TRINIDAD & TOBAGO: Prime Minister Keith Rowley announced that next year’s carnival will be canceled due to the coronavirus pandemic, just a week after Brazil decided to cancel the famous Rio de Janeiro celebration for the first time in a century. Citizens in creative, entertainment, hospitality and retail sectors are now facing even more financial uncertainty. Carnival typically generates a lot of income, bringing in an average of about $100 million a year in revenue for the country. However, locals remain hopeful that, given an extra year to plan, the carnival for 2022 will be “the greatest show on earth.”
NICARAGUA: Eighteen Indigenous and Black leaders from the Rama-Kriol community were arrested in the Indio Maíz reserve while documenting environmental degradation. Since 2018, the Ortega government has been intensifying their actions against political opposition groups and NGOs. A press release given by the Nicaraguan Army said they were doing “routine identification checks” when they came across the group. Since 2015, the reserve has been monitored by self-trained Kriol and Rama rangers because state rangers are increasingly rare. After the initial arrest, 17 people were released, while one still remains in custody
HONDURAS: Journalist Luis Almendares was shot to death by two gunmen riding on a motorcycle in the city of Comayagua. Almendares ran his own social media information channel, and previously worked for Radio Globo and TV Azteca. He was known for voicing his critiques of the police and government. The journalist’s family and colleagues said he had received death threats before the incident. Almendares’ death fits into a larger pattern of violence against communication workers. Currently, 44 journalists are receiving protection by the government because of such threats and harassment. The Honduran College of Journalists is demanding the government investigate the murder.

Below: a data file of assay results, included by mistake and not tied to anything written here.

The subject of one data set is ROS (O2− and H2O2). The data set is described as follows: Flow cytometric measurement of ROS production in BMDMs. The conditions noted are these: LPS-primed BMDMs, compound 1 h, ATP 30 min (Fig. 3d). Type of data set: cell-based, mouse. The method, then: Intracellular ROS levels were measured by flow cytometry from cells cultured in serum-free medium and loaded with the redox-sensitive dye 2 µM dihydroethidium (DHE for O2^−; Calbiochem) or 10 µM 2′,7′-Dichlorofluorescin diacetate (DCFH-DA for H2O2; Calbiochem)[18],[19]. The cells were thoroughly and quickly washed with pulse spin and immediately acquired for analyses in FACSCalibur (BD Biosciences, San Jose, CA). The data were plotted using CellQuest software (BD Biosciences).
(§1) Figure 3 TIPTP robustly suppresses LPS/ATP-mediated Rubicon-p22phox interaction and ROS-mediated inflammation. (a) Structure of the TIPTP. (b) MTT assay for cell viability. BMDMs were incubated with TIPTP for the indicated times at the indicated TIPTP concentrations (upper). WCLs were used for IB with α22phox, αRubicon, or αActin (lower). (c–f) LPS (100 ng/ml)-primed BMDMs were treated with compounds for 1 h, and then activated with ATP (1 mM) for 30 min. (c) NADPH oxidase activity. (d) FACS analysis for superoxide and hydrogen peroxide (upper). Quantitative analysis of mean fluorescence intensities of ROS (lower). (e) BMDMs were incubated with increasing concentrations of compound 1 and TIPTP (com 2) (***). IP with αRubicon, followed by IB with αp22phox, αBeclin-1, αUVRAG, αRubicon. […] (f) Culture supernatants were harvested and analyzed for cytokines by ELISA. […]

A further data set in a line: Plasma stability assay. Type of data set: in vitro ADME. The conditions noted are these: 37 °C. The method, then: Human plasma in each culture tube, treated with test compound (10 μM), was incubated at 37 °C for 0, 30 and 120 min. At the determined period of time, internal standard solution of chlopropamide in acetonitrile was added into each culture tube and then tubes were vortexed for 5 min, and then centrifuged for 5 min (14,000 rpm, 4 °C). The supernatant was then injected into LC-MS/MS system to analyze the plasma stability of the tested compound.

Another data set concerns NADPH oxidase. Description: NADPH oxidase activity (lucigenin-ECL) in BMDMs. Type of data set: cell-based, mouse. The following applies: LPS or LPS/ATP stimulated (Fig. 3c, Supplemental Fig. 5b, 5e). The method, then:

MEXICO: In light of the 70 arrest warrants issued over the weekend related to the 2014 disappearance of 43 students from the Ayotzinapa Teachers College, President Andrés Manuel López Obrador announced that some of the detained may be granted protected witness status in exchange for giving information to the government. He noted that some of the people who have been arrested are already collaborating with the government, and that the “code of silence” that protected those who perpetrated and covered up the event has been broken. Of the members of the military who are facing arrest, the president said that none of them are active-duty, but wouldn’t specify what their ranks were.
UNITED STATES/MEXICO: U.S. Immigration and Customs Enforcement (ICE) announced that 59 Mexican nationals serving prison sentences in the United States have been sent back to Mexico. where they will serve out the remainder of their sentences. The prisoners have all been convicted of selling or attempting to sell methamphetamine, and had been locked up all around the country before being brought to Texas to be transferred. Some prisoners had requested to serve out the remainder of their sentences in their home country. The transfer took place under a 1977 agreement between Mexico and the United States that allows prisoners to be transferred between the two countries. In the last 10 months, ICE has sent back a total of around 100 prisoners under the agreement.